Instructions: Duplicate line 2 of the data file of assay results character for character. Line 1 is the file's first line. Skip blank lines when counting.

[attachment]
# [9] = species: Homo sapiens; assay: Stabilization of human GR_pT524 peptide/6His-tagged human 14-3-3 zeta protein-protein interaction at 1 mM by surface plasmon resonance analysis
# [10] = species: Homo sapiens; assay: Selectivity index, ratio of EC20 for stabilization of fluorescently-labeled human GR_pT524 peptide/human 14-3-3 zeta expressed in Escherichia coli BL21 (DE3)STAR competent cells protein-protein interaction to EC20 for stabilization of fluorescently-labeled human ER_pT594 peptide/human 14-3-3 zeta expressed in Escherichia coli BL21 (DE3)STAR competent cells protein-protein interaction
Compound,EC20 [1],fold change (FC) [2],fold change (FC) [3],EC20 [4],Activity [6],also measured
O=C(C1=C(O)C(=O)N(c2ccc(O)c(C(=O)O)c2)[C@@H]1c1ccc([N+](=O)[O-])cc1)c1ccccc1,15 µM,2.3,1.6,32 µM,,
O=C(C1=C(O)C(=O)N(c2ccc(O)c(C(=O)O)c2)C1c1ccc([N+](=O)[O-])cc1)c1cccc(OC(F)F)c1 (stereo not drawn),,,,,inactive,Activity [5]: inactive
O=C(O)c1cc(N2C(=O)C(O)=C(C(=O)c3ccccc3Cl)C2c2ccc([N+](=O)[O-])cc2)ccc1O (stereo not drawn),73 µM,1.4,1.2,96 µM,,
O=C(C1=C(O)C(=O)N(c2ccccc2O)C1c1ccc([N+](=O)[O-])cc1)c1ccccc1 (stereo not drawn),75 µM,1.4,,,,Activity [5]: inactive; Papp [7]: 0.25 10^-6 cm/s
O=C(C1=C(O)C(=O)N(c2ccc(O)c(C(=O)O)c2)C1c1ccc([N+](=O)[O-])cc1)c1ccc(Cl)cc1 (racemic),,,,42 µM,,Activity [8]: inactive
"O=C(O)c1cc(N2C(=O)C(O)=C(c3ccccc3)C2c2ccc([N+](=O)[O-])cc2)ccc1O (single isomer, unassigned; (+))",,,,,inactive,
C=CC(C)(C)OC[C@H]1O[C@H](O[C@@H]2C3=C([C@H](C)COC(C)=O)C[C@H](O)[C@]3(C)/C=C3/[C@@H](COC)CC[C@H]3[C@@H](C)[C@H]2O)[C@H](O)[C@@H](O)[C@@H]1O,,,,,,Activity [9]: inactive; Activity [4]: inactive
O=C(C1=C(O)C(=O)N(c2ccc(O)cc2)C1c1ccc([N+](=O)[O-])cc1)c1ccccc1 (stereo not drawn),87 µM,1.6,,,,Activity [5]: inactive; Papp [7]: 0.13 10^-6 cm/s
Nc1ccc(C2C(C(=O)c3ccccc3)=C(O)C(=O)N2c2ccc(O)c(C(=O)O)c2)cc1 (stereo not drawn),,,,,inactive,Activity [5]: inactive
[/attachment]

# [10] = species: Homo sapiens; assay: Selectivity index, ratio of EC20 for stabilization of fluorescently-labeled human GR_pT524 peptide/human 14-3-3 zeta expressed in Escherichia coli BL21 (DE3)STAR competent cells protein-protein interaction to EC20 for stabilization of fluorescently-labeled human ER_pT594 peptide/human 14-3-3 zeta expressed in Escherichia coli BL21 (DE3)STAR competent cells protein-protein interaction